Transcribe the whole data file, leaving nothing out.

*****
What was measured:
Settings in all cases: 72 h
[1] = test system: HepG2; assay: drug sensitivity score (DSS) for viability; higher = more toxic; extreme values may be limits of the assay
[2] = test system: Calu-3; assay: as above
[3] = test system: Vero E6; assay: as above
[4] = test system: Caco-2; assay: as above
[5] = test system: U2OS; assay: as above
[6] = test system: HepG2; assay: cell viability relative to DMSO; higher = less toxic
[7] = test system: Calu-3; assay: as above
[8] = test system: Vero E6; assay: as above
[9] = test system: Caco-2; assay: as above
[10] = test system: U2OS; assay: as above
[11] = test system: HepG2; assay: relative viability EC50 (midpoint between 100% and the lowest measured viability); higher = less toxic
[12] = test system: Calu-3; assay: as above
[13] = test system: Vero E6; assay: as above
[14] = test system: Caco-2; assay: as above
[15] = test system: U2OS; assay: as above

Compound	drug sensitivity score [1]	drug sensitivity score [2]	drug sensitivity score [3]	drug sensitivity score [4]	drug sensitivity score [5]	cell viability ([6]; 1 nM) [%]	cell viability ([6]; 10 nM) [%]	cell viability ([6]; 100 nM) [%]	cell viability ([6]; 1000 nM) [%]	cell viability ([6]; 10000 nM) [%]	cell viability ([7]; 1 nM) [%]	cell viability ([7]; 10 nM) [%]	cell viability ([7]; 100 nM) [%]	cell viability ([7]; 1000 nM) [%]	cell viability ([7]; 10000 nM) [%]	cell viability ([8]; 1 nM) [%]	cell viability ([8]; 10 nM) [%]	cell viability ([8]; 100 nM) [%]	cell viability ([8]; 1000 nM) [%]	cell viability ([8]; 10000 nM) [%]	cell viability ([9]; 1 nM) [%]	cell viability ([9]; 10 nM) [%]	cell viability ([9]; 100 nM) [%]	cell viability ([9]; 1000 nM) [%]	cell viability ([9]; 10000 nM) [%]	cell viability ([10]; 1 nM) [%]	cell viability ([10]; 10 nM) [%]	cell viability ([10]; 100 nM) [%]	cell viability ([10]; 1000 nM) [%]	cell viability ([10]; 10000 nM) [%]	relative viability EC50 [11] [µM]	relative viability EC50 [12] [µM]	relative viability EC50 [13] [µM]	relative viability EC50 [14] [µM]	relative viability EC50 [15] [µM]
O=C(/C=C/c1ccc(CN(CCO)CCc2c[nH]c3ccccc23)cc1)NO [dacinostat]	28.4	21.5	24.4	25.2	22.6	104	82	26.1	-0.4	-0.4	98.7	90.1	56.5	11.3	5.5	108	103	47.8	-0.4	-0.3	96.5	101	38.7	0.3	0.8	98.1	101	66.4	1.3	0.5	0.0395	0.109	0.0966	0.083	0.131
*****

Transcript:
What was measured:
Settings in all cases: 72 h
[1] = test system: HepG2; assay: drug sensitivity score (DSS) for viability; higher = more toxic; extreme values may be limits of the assay
[2] = test system: Calu-3; assay: as above
[3] = test system: Vero E6; assay: as above
[4] = test system: Caco-2; assay: as above
[5] = test system: U2OS; assay: as above
[6] = test system: HepG2; assay: cell viability relative to DMSO; higher = less toxic
[7] = test system: Calu-3; assay: as above
[8] = test system: Vero E6; assay: as above
[9] = test system: Caco-2; assay: as above
[10] = test system: U2OS; assay: as above
[11] = test system: HepG2; assay: relative viability EC50 (midpoint between 100% and the lowest measured viability); higher = less toxic
[12] = test system: Calu-3; assay: as above
[13] = test system: Vero E6; assay: as above
[14] = test system: Caco-2; assay: as above
[15] = test system: U2OS; assay: as above

Compound	drug sensitivity score [1]	drug sensitivity score [2]	drug sensitivity score [3]	drug sensitivity score [4]	drug sensitivity score [5]	cell viability ([6]; 1 nM) [%]	cell viability ([6]; 10 nM) [%]	cell viability ([6]; 100 nM) [%]	cell viability ([6]; 1000 nM) [%]	cell viability ([6]; 10000 nM) [%]	cell viability ([7]; 1 nM) [%]	cell viability ([7]; 10 nM) [%]	cell viability ([7]; 100 nM) [%]	cell viability ([7]; 1000 nM) [%]	cell viability ([7]; 10000 nM) [%]	cell viability ([8]; 1 nM) [%]	cell viability ([8]; 10 nM) [%]	cell viability ([8]; 100 nM) [%]	cell viability ([8]; 1000 nM) [%]	cell viability ([8]; 10000 nM) [%]	cell viability ([9]; 1 nM) [%]	cell viability ([9]; 10 nM) [%]	cell viability ([9]; 100 nM) [%]	cell viability ([9]; 1000 nM) [%]	cell viability ([9]; 10000 nM) [%]	cell viability ([10]; 1 nM) [%]	cell viability ([10]; 10 nM) [%]	cell viability ([10]; 100 nM) [%]	cell viability ([10]; 1000 nM) [%]	cell viability ([10]; 10000 nM) [%]	relative viability EC50 [11] [µM]	relative viability EC50 [12] [µM]	relative viability EC50 [13] [µM]	relative viability EC50 [14] [µM]	relative viability EC50 [15] [µM]
O=C(/C=C/c1ccc(CN(CCO)CCc2c[nH]c3ccccc23)cc1)NO [dacinostat]	28.4	21.5	24.4	25.2	22.6	104	82	26.1	-0.4	-0.4	98.7	90.1	56.5	11.3	5.5	108	103	47.8	-0.4	-0.3	96.5	101	38.7	0.3	0.8	98.1	101	66.4	1.3	0.5	0.0395	0.109	0.0966	0.083	0.131